Number Scrabble - the Game (aka: Math Scrabble)




Introduction: Number Scrabble - the Game (aka: Math Scrabble)

About: Dan Goldwater is a co-founder of Instructables. Currently he operates MonkeyLectric where he develops revolutionary bike lighting products.

"Number Scrabble" (or "Math Scrabble") is a game based on normal Scrabble, but you make equations instead of words. The letter tiles used in Scrabble are replaced with numbers and operators. You can use a standard scrabble set to play number scrabble by writing the proper numbers and operators on the back of the standard scrabble tiles.  Like regular Scrabble the game is great for ages 8+.

------ an aside for the experienced game player ------
Sick and Tired of ordinary Scrabble?  I'll bet you are.  We all know why, too.  It's "that friend".  You know the one.  It's game night and sooner or later you are reminiscing about games you played as a child with your grandmother, and someone foolishly pulls out the Scrabble.  For a move or two it's warm and fuzzy like you remember.  Then "that friend" plays "toea" connected with "aa".  You're like: "umm, what is that?"  You want me to kick your butt-a with my foot-a?  and "aa"?  oh right its some onomatopoetic rock from hawaii - isn't that a hawaiian word though?  your "friend's" next move? "tsktsks".  excuse me that is not a word!  next?  "suq".  yes, yes it does.  for all of us.  At this point, everyone is fully jolted out of their sentimental stupors and remembering why Scrabble is so pointless and they are never ever ever going to play it again.  Even in nerd circles, if the best thing you can do with your time is to memorize some utterly arbitrary list of 170,000 meaningless letter sequences so you can ruin a perfectly fun game for all your friends - well, that makes you a major toadstool not an erudite intellectual.  Who came up with that arbitrary list anyway?  Wikipedia tells me it was the "National Scrabble Association Dictionary Committee".  Well, sounds to me like a bunch of pencil pushers came up with a hazing ritual of epic proportions.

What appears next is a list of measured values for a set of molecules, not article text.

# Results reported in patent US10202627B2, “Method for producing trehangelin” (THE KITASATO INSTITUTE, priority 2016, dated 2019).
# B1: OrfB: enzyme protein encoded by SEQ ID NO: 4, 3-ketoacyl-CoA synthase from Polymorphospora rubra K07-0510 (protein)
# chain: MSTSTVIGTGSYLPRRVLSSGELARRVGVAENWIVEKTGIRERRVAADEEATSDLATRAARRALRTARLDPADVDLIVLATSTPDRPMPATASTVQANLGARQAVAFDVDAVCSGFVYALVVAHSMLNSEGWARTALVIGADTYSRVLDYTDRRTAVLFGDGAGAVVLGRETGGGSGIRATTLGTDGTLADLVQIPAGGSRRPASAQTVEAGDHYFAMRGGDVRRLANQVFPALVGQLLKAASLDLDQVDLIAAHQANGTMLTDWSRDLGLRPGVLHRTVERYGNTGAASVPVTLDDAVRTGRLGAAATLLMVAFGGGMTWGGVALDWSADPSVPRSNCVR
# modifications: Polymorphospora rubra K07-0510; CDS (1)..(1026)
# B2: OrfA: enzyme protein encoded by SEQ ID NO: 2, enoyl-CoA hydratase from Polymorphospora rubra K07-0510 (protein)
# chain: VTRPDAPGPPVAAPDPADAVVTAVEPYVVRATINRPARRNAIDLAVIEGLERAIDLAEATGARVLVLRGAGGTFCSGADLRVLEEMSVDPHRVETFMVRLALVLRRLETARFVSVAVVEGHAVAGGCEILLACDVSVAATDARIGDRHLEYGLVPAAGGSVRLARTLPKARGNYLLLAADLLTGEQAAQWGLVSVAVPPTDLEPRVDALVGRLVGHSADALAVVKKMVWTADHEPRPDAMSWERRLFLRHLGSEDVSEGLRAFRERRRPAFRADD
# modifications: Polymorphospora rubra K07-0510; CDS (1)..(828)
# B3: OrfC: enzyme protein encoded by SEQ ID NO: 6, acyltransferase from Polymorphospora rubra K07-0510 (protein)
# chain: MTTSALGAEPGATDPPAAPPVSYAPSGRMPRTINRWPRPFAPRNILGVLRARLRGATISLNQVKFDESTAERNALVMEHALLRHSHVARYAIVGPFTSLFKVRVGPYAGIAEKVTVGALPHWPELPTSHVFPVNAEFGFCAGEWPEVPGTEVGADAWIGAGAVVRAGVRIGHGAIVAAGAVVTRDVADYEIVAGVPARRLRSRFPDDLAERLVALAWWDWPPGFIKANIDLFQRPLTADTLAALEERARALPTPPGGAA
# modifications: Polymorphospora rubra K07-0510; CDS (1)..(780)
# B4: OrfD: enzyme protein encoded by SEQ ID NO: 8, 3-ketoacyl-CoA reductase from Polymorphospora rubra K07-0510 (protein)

Anyhoo, this sort of scarring experience got me thinking.  Perhaps we can do away with the silly nonsense of fabricated letter sequences that must be memorized?  You may also have smart friends that really don't speak english so well, at that point the arbitrariness of the default Scrabble letter sequences seems even more glaring.  Considered this way, it seems painfully clear that we should replace all that gobbledygook with a universal language that has a simple, well known character sequencing structure.  MATH - duh!  With math as our language, everyone knows the rules, and everyone knows what sequences are valid.  You could sit down for game night with aliens from another planet, and everyone would be with the program*.  Now that is a nerdy game worth playing.

* well, this game uses decimal numbers, which of course any alien would understand but you'd look a bit provincial if you were not able to do anything else.  try a few games and then consider leveling up with Binary Number Scrabble.

Step 1: Make Your Tiles

To play "Number Scrabble", you need a game board and tiles.  Coincidentally, it is very easy to retrofit your existing Scrabble kit.  You just need to relabel all the tiles.

If you've seen the light, just grab a sharpie and you can write on the backs of all the tiles directly.  If you want to give it a test first, you can put masking tape on the tiles and write on that.

If you are going to play with young children, you can change the Square and Square root tiles to Plus and Minus.

Number/OperatorHow ManyScore value
+ (add)71
- (subtract)71
× (multiply)52
÷ (divide)53
² (square)23
(square root)23
= (equals)201

Step 2: The Rules

  • Except as noted, game play is similar to normal Scrabble
  • On each turn, players must make or add to a valid and correct equation.
  • Players keep 9 tiles in their hand at all times, not 7 as in normal Scrabble
  • Players form valid equations rather than words.
    • example: '3+3=6'
  • You can add to an existing equation on one side or both sides in a single turn.
    • example: you can add to both ends of '3+3=6' in a single turn to make '63+3=66'
  • You may only use one new '=' sign per turn
  • Order of operation:  The game will function correctly as long as you agree beforehand on the order of operation.  You can play with either "standard math" (ie, multiply preceeds plus unrelated to the written order), or  "strict left-to-right evaluation".
    • Square and Square-root operators apply only to the immediately preceding or following number
    • There is no implied multiplication
  • Equations can have multiple equal parts.
    • example: '2x2=1+3=4=5-1'
  • Redundant equations are valid
    • example: '1-1+1-1=0=0+0'